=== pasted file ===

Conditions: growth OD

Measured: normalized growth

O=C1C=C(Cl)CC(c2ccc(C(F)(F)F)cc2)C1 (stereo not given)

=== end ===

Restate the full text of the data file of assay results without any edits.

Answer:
Conditions: growth OD

Measured: normalized growth

O=C1C=C(Cl)CC(c2ccc(C(F)(F)F)cc2)C1 (stereo not given)